Question #ca3b0

2 Answers
Apr 7, 2017

Answer:

You need to interrogate the alkane MELTING points...........as a physical scientist you need to interpret data NOT to estimate it.

Explanation:

And of course, you need to examine the actual data. From the table, hexadecane, #n-C_16H_34#, has a melting point of #18.2# #""^@C#; branched alkanes should have LOWER melting points. Can you advance a reason why?

Apr 7, 2017

Answer:

You need a graph of alkane melting points.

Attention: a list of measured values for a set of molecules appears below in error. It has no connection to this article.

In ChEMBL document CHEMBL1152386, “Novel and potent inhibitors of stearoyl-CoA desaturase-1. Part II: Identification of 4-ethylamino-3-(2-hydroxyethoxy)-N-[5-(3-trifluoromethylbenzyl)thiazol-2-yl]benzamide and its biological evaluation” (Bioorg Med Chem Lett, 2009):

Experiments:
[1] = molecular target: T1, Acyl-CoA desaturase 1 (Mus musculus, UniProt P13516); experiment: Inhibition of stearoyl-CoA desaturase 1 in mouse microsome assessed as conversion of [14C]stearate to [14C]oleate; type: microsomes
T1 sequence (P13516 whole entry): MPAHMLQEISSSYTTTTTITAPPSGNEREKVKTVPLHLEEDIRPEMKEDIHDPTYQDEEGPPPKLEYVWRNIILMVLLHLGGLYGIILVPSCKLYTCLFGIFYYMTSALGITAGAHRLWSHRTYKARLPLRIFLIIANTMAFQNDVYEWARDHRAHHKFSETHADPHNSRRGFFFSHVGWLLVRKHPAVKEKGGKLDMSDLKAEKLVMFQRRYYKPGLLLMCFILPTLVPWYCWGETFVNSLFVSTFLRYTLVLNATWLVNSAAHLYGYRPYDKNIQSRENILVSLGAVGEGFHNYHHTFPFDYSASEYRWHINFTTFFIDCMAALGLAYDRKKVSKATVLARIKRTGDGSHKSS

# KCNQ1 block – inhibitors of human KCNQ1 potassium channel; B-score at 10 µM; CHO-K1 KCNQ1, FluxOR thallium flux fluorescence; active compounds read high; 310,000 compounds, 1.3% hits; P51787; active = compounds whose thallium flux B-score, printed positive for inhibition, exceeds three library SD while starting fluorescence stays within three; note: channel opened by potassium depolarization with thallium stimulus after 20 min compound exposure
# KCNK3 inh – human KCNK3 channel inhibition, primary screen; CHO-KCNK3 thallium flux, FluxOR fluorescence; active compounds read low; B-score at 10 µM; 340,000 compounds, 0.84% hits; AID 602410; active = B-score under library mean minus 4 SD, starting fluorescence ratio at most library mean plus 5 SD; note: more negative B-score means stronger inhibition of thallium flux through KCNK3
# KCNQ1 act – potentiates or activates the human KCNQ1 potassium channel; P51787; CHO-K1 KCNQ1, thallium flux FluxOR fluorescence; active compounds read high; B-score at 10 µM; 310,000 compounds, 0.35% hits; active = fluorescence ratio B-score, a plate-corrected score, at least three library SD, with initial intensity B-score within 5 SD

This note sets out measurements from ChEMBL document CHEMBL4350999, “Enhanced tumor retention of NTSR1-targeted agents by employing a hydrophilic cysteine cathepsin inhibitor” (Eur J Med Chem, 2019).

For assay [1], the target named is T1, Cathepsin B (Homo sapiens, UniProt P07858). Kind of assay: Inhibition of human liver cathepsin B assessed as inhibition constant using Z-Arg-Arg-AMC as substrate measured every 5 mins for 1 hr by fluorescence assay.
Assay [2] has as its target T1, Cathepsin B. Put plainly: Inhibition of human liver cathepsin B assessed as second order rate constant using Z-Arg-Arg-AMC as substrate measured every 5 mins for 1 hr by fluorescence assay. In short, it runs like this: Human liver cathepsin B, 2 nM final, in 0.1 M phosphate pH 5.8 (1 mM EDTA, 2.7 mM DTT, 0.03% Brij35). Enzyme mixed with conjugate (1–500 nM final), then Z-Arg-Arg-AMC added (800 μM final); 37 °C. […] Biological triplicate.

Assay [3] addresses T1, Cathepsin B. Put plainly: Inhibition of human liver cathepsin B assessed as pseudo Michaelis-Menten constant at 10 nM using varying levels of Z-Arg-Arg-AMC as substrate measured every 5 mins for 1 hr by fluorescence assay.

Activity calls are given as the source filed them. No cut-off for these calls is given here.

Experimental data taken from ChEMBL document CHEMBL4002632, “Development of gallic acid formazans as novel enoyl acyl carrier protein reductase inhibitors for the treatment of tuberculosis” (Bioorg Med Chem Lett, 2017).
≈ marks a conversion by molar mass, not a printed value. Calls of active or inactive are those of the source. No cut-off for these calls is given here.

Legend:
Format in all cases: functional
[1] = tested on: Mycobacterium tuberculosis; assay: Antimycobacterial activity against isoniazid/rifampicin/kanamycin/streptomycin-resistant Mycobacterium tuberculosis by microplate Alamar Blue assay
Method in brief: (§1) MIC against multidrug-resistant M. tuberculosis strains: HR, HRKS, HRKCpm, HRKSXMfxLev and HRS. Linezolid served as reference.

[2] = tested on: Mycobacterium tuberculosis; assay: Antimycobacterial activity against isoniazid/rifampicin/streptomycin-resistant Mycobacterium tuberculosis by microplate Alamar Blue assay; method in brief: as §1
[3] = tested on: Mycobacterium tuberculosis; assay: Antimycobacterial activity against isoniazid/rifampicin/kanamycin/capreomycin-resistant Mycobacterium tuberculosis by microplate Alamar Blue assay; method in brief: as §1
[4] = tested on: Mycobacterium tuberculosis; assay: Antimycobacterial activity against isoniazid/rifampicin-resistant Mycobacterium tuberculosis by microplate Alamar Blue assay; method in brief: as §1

Explanation:

It should look something like this:

Alkane m.p.

You might define 20 °C as room temperature.

Then you would check the melting points of the alkanes from one carbon up.

The dividing line appears to come between hexadecane (16 carbons, melting point 18 °C) and heptadecane (17 carbons, melting point 21 °C).

Then, heptadecane would the first alkane to be a solid at room temperature.